I came across a quote in Time magazine that made me cringe. It was by Rachael Dolezal, the ousted NAACP leader who was born into a white family with two white parents, who then died her hair and darkened her skin to change her appearance. She then pretended to be black for several years, rising within the ranks of the civil rights group. Here’s the quote:
“I don’t have any regrets about how I identify. I’m still me, and nothing about that has changed.”
Here’s my peeve: “Identifying” as black or white only reinforces the racial segregation that is at the root of the problem that we have to begin with. It’s also absurd. Race is an illusion. Scientifically speaking it doesn’t exist. Black, white, Latino, — all of these are nothing more than human-based stereotypes that segregate people according to rudimentary outward appearances. Skin color is but one tiny little trait that has more to do with the climate in particular areas of the world than differences between people. Take a groups of “Black” people and move them to the Arctic Circle, and their skin would get progressively lighter with each generation in order to adapt to the low levels of sunlight exposure. In areas around the equator the opposite trait is adaptive, so people have darker skin. But there is no such thing as a black race, or a white race, or an oriental race. A person with white skin may be more genetically similar and closely related to “Black” people than they are other whites. And visa versa. If I went around the mall tomorrow and randomly assigned people I meet to be either “Klingon” or “Feringi,” this would have as much scientific validity as our notions of race do.
Thus Rachael’s whole charade is the very epitome of racism: It reinforces these divisions and stereotypes. (Of course, one could also argue that racially segregated organizations such as the NAACP do the exact same thing.) I would very much like to see people stop identifying with stereotypes. The only label one needs to identify with is this: Human!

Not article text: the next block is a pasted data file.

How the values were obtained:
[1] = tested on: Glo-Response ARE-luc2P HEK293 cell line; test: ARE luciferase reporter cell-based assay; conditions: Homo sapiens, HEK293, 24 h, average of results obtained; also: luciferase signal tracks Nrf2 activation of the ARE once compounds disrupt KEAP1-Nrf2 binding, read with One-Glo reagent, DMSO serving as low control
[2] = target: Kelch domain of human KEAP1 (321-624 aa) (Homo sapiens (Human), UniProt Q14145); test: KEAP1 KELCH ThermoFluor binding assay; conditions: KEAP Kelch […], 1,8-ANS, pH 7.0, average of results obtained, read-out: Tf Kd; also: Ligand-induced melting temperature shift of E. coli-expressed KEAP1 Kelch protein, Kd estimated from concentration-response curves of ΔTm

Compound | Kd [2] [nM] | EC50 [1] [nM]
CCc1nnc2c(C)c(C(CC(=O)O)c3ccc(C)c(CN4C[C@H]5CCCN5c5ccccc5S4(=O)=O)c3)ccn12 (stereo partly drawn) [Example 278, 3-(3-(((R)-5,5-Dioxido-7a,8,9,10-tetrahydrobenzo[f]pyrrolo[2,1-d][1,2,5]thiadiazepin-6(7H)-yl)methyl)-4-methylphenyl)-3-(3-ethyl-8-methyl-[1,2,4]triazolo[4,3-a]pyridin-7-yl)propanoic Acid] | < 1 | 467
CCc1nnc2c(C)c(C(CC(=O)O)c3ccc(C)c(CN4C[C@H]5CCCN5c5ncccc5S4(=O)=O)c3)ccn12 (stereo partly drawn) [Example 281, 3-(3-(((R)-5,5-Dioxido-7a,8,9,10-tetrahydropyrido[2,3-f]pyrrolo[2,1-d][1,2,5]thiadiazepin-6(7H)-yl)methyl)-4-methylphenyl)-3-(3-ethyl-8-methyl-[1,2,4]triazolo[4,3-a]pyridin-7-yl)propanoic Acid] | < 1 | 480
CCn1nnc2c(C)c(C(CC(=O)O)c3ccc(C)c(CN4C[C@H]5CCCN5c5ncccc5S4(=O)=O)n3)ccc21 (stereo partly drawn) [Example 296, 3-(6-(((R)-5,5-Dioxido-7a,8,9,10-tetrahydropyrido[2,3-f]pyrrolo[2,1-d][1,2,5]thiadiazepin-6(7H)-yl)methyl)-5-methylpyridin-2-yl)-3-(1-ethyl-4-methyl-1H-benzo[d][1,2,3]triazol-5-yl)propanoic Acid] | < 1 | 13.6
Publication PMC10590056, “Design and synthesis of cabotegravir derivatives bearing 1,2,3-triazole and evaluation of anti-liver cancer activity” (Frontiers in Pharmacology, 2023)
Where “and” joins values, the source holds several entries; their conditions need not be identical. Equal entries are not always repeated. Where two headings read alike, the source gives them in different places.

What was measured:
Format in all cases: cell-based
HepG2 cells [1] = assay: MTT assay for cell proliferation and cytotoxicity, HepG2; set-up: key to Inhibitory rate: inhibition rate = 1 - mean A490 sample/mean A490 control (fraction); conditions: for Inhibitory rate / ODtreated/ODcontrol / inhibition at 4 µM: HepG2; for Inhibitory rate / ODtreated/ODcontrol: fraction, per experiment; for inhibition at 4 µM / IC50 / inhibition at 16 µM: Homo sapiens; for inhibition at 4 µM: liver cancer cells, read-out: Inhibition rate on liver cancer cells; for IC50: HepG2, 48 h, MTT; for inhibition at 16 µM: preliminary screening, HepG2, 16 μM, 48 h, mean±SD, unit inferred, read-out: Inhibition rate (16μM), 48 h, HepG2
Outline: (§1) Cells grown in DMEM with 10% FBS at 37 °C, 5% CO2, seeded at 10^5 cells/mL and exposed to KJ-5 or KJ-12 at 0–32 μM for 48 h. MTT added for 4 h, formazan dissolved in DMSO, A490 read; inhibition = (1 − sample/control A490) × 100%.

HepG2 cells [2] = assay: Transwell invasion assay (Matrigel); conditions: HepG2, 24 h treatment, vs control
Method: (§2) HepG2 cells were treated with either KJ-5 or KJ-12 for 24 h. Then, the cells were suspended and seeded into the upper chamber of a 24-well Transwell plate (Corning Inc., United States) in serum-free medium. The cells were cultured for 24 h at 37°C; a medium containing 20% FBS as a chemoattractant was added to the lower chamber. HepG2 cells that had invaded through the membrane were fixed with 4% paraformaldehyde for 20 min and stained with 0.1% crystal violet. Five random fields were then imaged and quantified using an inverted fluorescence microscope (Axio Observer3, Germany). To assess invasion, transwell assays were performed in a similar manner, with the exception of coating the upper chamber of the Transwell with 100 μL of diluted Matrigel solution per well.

We regularly speak about the destructive power of beliefs because there is not other force in the world more damaging than a negative idea. Here’s yet another example, involving a dead teenage girl and the twisted notions of her father.
So called “honor killings” are nothing new. They’ve been happening in Muslim cultures for some time. A girl who was perceived to disgrace her family in some way (by acting too western or dating the wrong boy) is hunted down and killed, often by her own relatives, usually a father or a brother.
In a recent example, 17-year-old Ambreen Riasat was accused of helping another couple elope. So the tribal council of the Pakistani village ordered an “hone killing” as punishment for her roll in letting the couple escape. So her killers first drugged her, placed her in a van, then set the van ablaze. The 13 members of the council who condemned the girl to death include the dead girl’s own mother. They were arrested and will be tried by an anti-terrorism court. The police are pushing for “exemplary punishment” for those accused.
Such destruction and devastation — not just of this girl, but now for the 13 people arrested — all in service of a life-limiting idea. What drives people to such foolishness. In addition to the destructive belief, there is also a strong social element. Many of those who partake in “honor killings” feel that they have no choice but to act; that to fail to kill the girl in question would bring dishonor on their family or their tribe. They are held to this practice our of fear of negative judgment from their peers. In a way, entire communities are trapped within this self limiting mental prison; too busy looking over their shoulder and engaged in group-think to see their actions rationally. This is why women — even a girls own mother — will kill their daughters in defense of a misogynistic idea that subjugates their own gender. People seldom realize just how much they build their own cages.
We find such examples horrible by Western senses, and indeed they are. Yet we non-the-less to similar things in regards to our own set of prejudices and personal beliefs. We regularly condemn people in service to silly ideas. We routinely mold ourselves and others to ridged standards that suck the joy our of life, often for no other reason than that is what we have been told. The problem, of course, is that all these irrational ideas seem perfectly legitimate at the time. The world would be a much better place if we all routinely challenged our own assumptions.
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